Developers need open-source tools to be able to create applications that are both visually stunning and highly functional. CARTO and the Location Intelligence community have long supported the open-source community, contributing to the development of a modern geospatial tech stack that allows all companies to take advantage of their location data.
Today we’re excited to announce a beta release of CARTO.js 4.0.
If you have used previous versions of CARTO.js, take a look at the Beta Release documentation to learn more about the basic concepts and workflow changes between the old and new library.
The teams had 3 hours to create a map or web application that showed the power of CARTO.js 4.0.
To provide you with some inspiration, here are some of the coolest things they build in less than 3 hours (click on the images to view and interact with the full map in your browser):
This stunning map displays US wildfires color-coded by category. The map paints an amazing picture of fire density across the country as well as an interesting look at how fires are classified and recorded by state.
This application beautifully maps the migratory patterns of the red-backed shrike, a bird that traverses continents each year. Providing the paths of seven individual birds and tracking their movements across every season, this map provides a template for animal conservations as the follow various species around the globe.
Place names can have great regional patterns. This map allows users to explore and find new and unexpected patterns in how places are named around the country
In this quick quiz game, which highlights one of the ways that CARTO can work as a teaching tool, players have to locate a given city using their knowledge of world geography and some hints provided on the map.
This map visualizes the intensity of a particular bike ride, using a couple of new widgets to paint the picture. The pie chart and line graph can give a prospective rider a sense of a trip’s difficulty, and this data can be aggregated to create an index, like the suffer score for each section of the ride as pictured.
See where college football players hometowns are for each team in the FBS (Bowl Division). This map, which also pulls in info on each specific player can provide an insightful look into the recruiting efforts of your favorite team!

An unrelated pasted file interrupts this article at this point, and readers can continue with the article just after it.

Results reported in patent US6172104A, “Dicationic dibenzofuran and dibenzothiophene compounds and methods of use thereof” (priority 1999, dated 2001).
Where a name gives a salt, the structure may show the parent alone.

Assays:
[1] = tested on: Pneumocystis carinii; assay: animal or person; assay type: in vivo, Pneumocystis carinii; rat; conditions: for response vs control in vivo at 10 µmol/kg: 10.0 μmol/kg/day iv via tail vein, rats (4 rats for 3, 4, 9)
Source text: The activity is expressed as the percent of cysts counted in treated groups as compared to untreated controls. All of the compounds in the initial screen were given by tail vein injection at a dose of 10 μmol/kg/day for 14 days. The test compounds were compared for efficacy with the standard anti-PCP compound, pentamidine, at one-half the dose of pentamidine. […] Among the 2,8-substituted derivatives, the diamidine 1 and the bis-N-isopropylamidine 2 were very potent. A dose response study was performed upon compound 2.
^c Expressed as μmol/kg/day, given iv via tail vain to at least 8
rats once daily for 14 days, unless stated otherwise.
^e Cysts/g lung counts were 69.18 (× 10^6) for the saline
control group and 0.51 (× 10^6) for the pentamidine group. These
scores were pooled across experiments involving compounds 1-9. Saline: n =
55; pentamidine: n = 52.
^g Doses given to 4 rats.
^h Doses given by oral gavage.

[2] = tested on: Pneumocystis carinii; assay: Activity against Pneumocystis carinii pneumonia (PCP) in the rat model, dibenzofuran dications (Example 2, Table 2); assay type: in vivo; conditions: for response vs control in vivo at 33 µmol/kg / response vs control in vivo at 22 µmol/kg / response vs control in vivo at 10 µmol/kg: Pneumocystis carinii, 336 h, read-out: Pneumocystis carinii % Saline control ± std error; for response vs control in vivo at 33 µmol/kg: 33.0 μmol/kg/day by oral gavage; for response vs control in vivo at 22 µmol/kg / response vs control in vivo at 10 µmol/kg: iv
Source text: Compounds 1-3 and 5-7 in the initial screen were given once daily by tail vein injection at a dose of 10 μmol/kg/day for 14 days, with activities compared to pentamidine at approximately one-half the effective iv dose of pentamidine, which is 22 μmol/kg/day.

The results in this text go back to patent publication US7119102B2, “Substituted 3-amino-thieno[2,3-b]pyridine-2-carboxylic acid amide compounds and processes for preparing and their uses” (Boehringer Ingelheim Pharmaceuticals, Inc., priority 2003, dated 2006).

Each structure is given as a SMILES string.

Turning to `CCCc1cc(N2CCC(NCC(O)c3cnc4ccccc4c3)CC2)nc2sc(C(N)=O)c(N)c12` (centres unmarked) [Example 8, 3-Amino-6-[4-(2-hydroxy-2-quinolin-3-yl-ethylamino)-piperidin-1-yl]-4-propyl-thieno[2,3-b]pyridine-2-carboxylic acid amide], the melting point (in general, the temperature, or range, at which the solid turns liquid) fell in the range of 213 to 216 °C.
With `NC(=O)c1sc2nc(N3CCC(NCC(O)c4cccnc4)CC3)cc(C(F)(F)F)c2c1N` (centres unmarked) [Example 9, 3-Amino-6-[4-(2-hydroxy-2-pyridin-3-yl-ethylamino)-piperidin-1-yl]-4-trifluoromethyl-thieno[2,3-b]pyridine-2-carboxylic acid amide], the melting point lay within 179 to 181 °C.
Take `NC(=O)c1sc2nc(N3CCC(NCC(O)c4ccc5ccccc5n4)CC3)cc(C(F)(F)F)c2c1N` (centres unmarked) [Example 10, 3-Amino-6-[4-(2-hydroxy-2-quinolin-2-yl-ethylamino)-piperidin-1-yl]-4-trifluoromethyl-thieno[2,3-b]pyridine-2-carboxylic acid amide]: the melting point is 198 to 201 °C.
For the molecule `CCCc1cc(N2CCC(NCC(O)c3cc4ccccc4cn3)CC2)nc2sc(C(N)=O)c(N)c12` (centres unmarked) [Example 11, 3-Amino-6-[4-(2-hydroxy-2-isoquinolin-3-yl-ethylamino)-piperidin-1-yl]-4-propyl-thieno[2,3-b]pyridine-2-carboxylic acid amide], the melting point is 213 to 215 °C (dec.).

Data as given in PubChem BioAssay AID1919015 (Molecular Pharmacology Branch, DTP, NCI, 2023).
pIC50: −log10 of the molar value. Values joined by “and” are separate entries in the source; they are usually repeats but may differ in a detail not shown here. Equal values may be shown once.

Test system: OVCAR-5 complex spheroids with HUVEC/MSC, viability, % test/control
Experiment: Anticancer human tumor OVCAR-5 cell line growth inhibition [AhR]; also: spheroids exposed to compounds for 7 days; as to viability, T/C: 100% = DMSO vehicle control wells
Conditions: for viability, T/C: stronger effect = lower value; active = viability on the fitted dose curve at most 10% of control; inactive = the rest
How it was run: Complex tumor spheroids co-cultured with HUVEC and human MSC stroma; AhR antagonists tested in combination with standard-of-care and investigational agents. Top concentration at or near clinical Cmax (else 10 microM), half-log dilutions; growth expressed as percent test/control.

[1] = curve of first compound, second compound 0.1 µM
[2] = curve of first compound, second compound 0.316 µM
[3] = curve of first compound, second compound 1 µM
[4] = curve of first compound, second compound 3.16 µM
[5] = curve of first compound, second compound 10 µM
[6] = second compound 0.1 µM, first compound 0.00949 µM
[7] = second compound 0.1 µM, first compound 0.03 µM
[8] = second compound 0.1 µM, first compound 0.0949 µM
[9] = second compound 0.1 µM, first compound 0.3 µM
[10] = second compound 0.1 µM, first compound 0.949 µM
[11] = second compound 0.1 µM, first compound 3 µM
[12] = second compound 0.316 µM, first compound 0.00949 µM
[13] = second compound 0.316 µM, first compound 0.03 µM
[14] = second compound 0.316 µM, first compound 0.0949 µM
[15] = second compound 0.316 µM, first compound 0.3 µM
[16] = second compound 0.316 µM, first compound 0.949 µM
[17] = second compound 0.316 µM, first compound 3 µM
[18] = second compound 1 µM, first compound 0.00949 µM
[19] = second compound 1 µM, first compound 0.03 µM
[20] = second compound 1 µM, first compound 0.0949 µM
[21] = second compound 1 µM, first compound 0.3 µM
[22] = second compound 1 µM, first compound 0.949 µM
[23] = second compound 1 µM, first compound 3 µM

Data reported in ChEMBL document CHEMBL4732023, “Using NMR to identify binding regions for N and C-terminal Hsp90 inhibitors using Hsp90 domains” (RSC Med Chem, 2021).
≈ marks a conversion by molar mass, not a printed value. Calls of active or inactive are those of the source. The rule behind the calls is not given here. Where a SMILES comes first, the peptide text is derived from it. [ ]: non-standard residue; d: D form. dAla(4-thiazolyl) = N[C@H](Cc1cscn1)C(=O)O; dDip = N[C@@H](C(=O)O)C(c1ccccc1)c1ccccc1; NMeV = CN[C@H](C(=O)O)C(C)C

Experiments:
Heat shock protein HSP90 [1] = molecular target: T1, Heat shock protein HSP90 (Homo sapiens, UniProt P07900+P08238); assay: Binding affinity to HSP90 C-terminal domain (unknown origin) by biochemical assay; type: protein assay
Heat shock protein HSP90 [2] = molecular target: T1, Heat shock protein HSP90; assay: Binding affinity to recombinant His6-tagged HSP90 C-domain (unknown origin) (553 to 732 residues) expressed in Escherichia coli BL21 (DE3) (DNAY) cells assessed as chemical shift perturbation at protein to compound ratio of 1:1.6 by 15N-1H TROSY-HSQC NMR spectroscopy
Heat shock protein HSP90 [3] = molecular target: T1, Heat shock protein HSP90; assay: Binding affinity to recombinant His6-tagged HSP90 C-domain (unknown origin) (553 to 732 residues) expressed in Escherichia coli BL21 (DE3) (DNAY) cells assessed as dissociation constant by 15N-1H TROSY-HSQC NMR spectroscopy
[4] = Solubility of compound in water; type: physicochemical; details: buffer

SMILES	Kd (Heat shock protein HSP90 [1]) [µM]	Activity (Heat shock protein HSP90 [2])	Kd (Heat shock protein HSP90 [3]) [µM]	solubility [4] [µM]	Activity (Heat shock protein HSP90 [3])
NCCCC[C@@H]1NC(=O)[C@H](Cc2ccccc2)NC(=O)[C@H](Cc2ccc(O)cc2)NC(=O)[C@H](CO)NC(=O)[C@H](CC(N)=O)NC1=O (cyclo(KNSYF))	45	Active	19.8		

Is winter coming at the speed of light? Is Littlefinger using teleportation? Are ravens faster than dragons? In order to answer this questions, our team build the GoT Distance Calculator with CARTO.js and our Game of Thrones Basemap. Discover which character has traveled the most depending on the season.
This map has been designed to promote local tourism. With several layers highlighting accommodations, restaurants, and bars, this map can point tourists visiting the town of Moralzarzal in in the right direction. The Map also provides street-level imagery from Mapillary of a local scenic walkway.
This map features the use of the lasso function to draw shapes and look specifically at the data points within a custom geography.
Do you like to move your body to the rhythm of earthquakes but you think your hobby can be too dangerous? Don’t worry, in this map you can find all the US counties that have at least one neighbour in which there have been earthquakes lately. So you can choose a safe place to live, close to your favorite hobby.
This time series map creatively presents the international instability present in the half century following the second world war. By highlighting the shifting border lines of nations, along with changing country names, the map paints the picture of this tumultuous era.
This fun experiment explodes with gifs from Giphy that share names with populated places around the world as you hover over them.
This map combines a chart library, HighCharts, with CARTO.js 4.0 to create an interactive widget that maps and visualizes crimes (By type) in and around London.
Another quick geography game created using CARTO.js that asks you for a country name. If you click the correct one, you win! After 3 failed attempts, it shows you the correct answer.
This beautiful map shows the pollution levels in several US cities across the last 16 years. A widget displays a chart with distinct pollution during the selected year, giving the user the ability to break down their view based on four different types of air pollution.